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Politicians should never assume they can’t lose a no confidence motion, Peter Wickham says – Times Caribbean
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Politicians should never assume they can’t lose a no confidence motion, Peter Wickham says

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Noted Pollster and Politcal Scientist Peter Wickhamm

Wickham

(BARBADOS TODAY) — Barbadian politicians are being warned to take heed of last Friday ‘no confidence’ vote which went against the coalition government in Guyana, forcing it to have to call an early general election.

A disaffected member of one of the parties that comprise the coalition administration of president David Granger, shocked his colleagues in Parliament when he voted ‘yes’ in favour of the Bharrat Jagdeo-led Opposition People’s Progressive Party/Civic.

The government, which holds a slim majority in the National Assembly, has since expelled the dissenting MP, Charrandas Persaud who told reporters after the vote he was disappointed with the way in which the administration was allowed to do what it liked by “yes men”.

But political scientist Peter Wickham told Barbados TODAY that politicians in Barbados, particularly those who formed the Government of the day must never assume they cannot lose a ‘no confidence’ motion.

“I think there is a danger in assuming that a vote of ‘no confidence’ will succeed. And I think this is where Prime Minister Erskine Sandiford went wrong [in 1994]. The assumption is that people will vote with you and it is clear that they didn’t. The personality type of President Granger and prime minister Tilman Thomas [of Grenada] and [Freundel [Stuart of Barbados] is not really the ideal for politics, because you have to be aware of your political circumstances,” Wickham said.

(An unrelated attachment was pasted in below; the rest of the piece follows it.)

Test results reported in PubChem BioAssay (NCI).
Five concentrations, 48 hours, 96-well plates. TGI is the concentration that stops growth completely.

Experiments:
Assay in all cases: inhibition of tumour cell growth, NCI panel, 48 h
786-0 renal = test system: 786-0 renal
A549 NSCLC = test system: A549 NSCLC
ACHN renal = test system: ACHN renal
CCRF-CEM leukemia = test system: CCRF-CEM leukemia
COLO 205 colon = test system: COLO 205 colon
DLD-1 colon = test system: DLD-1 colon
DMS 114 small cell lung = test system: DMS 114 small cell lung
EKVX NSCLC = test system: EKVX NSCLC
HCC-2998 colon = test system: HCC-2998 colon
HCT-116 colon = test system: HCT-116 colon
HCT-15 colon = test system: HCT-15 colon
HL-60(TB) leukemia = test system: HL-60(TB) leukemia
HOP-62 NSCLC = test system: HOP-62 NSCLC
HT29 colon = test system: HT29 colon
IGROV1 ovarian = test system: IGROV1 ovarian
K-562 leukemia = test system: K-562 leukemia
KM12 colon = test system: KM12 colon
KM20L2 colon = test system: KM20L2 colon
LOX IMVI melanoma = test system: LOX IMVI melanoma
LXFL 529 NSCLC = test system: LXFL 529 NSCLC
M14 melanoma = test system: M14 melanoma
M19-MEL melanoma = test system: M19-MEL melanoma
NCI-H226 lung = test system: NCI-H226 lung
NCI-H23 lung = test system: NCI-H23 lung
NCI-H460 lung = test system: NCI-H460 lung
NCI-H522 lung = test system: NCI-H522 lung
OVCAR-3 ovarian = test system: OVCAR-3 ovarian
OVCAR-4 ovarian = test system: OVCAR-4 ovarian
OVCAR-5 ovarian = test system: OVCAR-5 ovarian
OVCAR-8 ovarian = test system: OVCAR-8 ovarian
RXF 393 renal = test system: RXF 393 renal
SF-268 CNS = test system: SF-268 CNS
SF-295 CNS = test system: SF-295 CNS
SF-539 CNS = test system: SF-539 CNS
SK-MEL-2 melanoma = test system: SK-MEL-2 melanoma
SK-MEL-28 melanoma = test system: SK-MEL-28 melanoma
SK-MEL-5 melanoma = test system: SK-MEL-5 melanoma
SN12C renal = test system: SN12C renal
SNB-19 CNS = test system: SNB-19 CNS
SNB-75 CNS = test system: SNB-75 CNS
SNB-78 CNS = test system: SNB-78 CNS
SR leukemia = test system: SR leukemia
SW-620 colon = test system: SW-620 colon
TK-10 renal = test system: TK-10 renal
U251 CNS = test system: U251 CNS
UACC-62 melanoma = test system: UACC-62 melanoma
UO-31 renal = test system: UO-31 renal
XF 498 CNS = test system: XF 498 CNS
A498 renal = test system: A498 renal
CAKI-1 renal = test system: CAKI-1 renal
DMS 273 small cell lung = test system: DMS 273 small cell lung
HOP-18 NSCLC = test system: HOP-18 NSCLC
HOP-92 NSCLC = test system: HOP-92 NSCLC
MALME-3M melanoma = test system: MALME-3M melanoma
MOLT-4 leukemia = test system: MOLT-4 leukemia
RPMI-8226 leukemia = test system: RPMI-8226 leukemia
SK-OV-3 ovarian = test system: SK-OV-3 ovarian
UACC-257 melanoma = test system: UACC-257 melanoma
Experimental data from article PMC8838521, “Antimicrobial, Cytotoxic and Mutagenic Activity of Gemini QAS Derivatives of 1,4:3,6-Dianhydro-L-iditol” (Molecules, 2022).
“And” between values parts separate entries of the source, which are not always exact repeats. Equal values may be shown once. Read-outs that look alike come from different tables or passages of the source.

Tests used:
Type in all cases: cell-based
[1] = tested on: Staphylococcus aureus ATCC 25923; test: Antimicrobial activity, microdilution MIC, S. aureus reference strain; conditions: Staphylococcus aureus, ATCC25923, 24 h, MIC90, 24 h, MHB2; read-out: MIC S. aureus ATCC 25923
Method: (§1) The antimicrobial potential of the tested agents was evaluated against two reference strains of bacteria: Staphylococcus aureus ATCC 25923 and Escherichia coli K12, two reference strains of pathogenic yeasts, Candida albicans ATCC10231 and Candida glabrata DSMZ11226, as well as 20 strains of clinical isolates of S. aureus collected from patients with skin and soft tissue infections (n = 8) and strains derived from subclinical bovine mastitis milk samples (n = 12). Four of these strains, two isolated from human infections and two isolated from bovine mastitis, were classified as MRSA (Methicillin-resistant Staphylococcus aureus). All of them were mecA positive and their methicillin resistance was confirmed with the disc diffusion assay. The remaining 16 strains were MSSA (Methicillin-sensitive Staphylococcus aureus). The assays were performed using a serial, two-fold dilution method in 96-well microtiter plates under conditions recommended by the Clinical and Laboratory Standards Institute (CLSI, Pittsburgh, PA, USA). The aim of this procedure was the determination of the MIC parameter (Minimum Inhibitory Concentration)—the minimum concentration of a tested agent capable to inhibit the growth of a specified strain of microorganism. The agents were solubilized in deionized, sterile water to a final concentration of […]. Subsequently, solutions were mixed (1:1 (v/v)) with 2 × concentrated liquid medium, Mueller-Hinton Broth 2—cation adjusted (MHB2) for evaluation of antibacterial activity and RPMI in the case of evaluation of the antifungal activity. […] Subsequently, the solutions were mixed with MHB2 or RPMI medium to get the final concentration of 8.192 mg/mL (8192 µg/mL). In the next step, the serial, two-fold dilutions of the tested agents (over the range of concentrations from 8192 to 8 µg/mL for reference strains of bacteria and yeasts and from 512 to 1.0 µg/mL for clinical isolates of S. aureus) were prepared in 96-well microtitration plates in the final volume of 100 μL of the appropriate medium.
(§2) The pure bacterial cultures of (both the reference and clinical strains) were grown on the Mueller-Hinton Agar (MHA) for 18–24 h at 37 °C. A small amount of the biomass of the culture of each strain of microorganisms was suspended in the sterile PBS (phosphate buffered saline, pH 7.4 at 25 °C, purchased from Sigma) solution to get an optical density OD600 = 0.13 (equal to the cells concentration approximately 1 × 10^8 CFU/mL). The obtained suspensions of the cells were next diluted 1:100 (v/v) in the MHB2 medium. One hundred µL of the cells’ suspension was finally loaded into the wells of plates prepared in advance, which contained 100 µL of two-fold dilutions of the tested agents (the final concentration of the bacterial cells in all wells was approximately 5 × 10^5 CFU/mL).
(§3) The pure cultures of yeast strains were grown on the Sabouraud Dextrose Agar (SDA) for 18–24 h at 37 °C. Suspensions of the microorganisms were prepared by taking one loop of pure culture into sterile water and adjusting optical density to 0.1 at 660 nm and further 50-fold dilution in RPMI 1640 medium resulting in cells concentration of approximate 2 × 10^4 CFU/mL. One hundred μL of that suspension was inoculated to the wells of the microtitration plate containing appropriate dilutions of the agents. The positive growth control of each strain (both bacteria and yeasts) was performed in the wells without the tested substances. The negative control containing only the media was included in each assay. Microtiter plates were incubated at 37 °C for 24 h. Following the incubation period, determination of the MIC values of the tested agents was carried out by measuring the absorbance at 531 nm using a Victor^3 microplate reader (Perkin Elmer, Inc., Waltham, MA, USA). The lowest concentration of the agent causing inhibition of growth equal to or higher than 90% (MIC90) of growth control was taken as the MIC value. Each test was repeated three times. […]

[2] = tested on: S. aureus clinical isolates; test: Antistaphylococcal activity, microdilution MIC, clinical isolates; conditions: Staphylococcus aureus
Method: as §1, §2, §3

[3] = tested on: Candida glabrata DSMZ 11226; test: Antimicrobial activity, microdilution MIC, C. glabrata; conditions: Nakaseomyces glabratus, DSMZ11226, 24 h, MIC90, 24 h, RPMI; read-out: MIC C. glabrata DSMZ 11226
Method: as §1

He noted that Charrandas had been complaining of issues he was not happy about for a long time. “He was like a voice crying in the wilderness. They were happy to get on with the business of government without taking into consideration the concerns that he had. The lesson in all of this is that you have to be very, very careful with your politics, especially when you have a narrow majority. Your political life has to be looked after even as you get on with running the business of the government,” he insisted.

Wickham is of the view that as the country prepares for a new election, the governing party would have to identify new leadership and take fresh guard.

He noted that president Granger was not in good health at the moment and from this incident he was not handling his politics well.

“President Granger has not done his political homework and I think that they need to look for a new leader,” the political scientist added.

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